Employment Law Basics
It seems that employment law issues grow increasingly complex each year, with employers constantly struggling to comply with state and federal laws and aiming to reduce claims of unfair employment practices. However, it is often the most basic issues that get employers in trouble with the law. Here are some of the basic issues of employment law that deserve every employer's attention:
Employee handbooks are the cornerstone of the employer-employee relationship. Without an employee handbook, it's difficult to prove a policy was in place and understood by the staff.
Individual compensation plans should be documented and shared with the employee. This is particularly important with sales positions or other jobs where commissions or bonuses are part of the employee's pay plan.
Be sure your employment application does not conflict with current employment laws. Asking the wrong questions on the application can trigger liabilities for employers. Don't rely on resumes. Even if you accept resumes, be sure the applicant completes your fact-based application. Finally, be sure that each applicant signs the application, confirming that the information provided is accurate and complete.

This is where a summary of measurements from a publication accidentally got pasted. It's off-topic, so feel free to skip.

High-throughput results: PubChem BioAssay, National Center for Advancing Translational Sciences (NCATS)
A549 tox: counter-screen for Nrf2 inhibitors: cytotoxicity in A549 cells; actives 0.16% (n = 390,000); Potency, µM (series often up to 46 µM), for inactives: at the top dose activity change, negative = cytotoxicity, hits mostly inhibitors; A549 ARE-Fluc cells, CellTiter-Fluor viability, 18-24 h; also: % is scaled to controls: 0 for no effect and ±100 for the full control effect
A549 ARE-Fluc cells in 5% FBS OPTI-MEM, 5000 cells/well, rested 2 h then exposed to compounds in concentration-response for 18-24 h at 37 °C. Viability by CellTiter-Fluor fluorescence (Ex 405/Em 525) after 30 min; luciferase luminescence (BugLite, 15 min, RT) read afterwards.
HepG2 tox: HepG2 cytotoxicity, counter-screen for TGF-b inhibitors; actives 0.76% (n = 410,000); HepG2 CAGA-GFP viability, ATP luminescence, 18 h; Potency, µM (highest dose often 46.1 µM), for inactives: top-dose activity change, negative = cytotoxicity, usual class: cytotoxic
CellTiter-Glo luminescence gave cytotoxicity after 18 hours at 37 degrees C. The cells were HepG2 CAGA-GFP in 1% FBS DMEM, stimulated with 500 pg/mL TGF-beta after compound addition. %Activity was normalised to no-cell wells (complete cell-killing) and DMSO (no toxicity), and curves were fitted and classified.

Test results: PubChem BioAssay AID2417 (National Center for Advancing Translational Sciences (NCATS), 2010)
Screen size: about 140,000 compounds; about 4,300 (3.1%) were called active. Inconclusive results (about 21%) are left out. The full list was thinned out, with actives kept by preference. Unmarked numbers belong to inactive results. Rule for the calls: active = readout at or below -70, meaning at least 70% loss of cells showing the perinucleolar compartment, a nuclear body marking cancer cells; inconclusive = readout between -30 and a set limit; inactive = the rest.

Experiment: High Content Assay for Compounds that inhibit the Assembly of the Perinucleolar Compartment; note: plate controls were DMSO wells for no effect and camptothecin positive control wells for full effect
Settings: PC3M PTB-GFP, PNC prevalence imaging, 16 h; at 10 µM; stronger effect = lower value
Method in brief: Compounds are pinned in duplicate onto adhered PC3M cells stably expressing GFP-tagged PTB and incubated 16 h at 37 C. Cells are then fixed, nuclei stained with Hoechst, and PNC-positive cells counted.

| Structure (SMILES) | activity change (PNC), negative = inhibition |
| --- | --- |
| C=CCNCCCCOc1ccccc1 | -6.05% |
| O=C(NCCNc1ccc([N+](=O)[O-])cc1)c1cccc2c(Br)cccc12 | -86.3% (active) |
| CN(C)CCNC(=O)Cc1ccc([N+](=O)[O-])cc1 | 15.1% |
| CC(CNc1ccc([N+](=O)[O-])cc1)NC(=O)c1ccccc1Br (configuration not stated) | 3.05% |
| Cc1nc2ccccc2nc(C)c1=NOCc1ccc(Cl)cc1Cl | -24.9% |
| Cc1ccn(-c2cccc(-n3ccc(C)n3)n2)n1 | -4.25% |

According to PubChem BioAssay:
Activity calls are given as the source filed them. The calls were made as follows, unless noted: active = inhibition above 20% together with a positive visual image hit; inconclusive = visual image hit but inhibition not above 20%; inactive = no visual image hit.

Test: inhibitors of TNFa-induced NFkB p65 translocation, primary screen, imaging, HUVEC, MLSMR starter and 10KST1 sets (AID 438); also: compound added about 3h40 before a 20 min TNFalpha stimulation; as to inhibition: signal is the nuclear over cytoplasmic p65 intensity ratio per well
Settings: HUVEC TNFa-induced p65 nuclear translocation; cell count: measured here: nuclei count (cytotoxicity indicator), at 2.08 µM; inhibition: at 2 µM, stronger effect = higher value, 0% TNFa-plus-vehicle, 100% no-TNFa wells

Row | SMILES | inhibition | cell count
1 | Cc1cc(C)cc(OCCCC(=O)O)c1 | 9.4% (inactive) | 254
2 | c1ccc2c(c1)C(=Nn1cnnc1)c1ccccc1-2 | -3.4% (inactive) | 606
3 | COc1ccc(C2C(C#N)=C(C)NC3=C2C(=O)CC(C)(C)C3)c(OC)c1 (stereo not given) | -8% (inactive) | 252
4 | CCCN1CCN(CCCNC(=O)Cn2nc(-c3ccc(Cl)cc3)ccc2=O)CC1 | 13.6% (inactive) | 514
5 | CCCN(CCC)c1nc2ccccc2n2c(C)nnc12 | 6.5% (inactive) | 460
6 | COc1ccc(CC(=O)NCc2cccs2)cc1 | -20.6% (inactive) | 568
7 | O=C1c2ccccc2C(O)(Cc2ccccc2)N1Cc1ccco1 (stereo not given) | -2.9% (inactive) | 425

Establish a uniform system for evaluating employees' performance. These appraisals of performance can provide support for personnel actions (e.g. promotion, transfer, or demotion). They can also prove helpful in preventing claims of misclassification.
If at all possible, conduct exit interviews for all employees leaving your organization. Exit interviews may provide valuable information that can improve your ability to retain workers. Also, if a departing employee signs an exit interview document saying everything was fine, it will be difficult for him to claim otherwise in support of a later lawsuit.
It's the employer's obligation to track hours worked, and these records are imperative to an employer's compliance with wage and hour laws. Be sure you understand wage and hour regulations specific to your state — for example, requirements for meal periods, jury duty, etc.
Although most states recognize the concept of employment-at-will, federal and state laws prohibit discriminatory practices. Carefully weigh termination decisions to be sure that you can defend the decision to a third party. Specifically, you should document for your records the reasons for an employee's termination.
SESCO Management Consultants is available to assist with these workplace issues. You may contact us by phone at 423-764-4127 or by email at email@example.com .